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All for the Want of a Global Load Balancer
Thoughts on the AWS / Netflix Christmas Eve Elastic Load Balancer Event

Christmas Eve and the AWS/Netflix outage to me aren't so much about whether or not the Cloud is viable or scary or dangerous. Rather, the event resonated with users across the United States because the Cloud delivers so much utility to each of us. And regardless of who was at fault -- Netflix or Amazon Web Services, the event made it clear that there's no going back and that the Cloud has quickly become a part of our culture and our everyday lives. This is significant because while the Internet itself is a technology consumers have grown to love, Cloud is a way of delivering service that makes a service like Netflix streaming possible, and at a measly $8 bucks a month. The Netflix business model of delivering outsize utility for a low price point makes the business of streaming video all the more difficult. HBO, Cinemax, and the networks for me are unusable. I sense something beyond just making money remains in play at Netflix. Somewhere in that organization seems to beat a heart that quickens for humanity.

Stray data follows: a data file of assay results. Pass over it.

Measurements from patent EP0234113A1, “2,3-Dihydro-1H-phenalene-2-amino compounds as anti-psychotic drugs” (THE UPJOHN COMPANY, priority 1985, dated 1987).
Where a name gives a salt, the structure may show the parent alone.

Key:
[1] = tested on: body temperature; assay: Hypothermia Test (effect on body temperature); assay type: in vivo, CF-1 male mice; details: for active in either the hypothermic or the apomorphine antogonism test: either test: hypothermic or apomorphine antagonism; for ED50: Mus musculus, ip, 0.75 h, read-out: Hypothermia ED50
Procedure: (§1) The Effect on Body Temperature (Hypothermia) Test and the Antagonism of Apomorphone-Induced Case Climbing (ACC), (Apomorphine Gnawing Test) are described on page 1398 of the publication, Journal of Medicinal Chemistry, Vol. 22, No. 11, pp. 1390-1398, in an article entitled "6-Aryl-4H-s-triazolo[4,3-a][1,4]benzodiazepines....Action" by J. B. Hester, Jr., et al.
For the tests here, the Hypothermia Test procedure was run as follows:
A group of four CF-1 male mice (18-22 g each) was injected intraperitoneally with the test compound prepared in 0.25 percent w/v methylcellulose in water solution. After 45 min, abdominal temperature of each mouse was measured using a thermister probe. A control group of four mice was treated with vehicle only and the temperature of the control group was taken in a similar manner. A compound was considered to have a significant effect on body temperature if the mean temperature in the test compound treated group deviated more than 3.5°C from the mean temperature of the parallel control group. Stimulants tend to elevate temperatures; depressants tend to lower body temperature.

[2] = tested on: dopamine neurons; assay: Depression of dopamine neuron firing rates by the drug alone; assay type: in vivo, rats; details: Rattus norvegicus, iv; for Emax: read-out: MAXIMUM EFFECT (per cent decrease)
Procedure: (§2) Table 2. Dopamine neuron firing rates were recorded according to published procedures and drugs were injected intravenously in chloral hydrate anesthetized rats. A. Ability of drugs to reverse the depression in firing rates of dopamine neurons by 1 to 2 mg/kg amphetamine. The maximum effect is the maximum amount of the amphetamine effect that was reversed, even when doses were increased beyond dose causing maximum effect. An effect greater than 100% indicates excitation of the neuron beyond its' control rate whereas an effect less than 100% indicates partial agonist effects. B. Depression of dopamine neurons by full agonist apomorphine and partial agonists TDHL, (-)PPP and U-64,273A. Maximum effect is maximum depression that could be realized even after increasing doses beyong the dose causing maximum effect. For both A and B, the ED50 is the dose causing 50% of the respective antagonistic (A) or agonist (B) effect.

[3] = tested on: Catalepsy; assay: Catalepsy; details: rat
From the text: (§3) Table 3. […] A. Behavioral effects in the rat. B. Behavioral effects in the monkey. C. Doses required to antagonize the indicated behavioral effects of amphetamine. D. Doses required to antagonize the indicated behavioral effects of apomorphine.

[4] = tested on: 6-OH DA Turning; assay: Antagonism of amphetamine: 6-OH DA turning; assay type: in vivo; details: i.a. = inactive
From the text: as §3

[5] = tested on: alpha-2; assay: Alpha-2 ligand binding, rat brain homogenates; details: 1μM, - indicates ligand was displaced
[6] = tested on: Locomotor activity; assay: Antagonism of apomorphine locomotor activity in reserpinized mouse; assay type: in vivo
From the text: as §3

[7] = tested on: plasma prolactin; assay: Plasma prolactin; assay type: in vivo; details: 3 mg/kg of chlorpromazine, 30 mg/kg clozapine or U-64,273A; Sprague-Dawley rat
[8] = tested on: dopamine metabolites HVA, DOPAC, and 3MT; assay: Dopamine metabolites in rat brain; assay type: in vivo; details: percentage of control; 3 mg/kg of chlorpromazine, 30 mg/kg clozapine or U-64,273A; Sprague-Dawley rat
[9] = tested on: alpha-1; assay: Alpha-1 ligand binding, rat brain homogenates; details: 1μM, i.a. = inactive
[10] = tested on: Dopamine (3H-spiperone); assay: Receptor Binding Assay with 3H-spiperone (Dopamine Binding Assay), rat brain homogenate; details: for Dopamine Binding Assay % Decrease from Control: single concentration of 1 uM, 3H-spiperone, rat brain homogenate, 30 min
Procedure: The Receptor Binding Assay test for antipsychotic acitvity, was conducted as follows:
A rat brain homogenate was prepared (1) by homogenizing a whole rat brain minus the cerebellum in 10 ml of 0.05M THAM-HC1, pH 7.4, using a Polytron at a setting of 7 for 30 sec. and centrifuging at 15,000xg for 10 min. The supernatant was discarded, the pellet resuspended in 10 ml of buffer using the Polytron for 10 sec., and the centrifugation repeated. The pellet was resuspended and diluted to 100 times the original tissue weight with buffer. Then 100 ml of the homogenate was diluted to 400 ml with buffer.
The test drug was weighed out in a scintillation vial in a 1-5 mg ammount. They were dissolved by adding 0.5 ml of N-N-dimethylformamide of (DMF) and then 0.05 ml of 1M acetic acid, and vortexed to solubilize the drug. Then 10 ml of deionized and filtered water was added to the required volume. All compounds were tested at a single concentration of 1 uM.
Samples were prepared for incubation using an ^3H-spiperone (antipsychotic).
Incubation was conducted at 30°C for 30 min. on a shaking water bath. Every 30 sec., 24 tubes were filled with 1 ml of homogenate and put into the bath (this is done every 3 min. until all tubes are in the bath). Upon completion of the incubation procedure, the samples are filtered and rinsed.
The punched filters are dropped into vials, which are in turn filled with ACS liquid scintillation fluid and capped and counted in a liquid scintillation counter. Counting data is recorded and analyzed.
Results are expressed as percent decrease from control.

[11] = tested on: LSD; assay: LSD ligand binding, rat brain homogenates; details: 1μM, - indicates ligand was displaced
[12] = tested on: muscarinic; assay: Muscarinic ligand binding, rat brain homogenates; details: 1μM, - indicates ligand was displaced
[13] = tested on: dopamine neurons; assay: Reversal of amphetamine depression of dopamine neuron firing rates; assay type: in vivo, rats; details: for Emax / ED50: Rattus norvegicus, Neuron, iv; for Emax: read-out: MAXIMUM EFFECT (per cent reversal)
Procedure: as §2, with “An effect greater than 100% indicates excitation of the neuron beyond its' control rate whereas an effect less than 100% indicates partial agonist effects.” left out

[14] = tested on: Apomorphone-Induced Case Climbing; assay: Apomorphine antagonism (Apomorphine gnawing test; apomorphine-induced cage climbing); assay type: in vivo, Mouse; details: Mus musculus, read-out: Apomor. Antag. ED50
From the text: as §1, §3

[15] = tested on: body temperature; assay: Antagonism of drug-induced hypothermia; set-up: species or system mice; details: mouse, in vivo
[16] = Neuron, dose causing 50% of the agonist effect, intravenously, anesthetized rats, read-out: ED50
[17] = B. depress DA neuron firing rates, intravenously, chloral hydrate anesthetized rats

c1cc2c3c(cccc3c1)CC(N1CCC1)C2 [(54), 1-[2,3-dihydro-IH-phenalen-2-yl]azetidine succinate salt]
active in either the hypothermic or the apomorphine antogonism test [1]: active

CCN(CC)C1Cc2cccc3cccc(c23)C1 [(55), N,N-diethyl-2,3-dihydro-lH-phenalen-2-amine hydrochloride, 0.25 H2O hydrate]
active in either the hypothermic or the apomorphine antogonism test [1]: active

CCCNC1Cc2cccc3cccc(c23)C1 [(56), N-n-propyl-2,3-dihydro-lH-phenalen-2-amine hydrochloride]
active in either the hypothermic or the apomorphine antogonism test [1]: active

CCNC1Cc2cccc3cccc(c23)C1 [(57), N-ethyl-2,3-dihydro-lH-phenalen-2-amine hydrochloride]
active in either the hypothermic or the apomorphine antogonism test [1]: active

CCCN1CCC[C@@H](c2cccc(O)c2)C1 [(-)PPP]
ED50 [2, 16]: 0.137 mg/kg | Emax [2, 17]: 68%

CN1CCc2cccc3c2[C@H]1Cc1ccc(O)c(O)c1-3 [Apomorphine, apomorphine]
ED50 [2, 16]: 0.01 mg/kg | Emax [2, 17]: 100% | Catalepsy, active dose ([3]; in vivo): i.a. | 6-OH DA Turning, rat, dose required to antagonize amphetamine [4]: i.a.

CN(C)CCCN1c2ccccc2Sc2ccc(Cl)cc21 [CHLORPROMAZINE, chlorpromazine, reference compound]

While much is made of the sparsity of the Netflix streaming catalog, keep in mind that streaming is the disruptor's second act. The Wicked Witch, aka Blockbuster is dead, I think in part because each of us desired a little bit of payback for all the times we returned videos late and were charged outrageous fees. Rather than punish Netflix Streaming for innovating, and for challenging the iron grip of the legacy media houses, I praise Netflix and personally admire the generous open source contributions Netflix has made to the Cloud Community.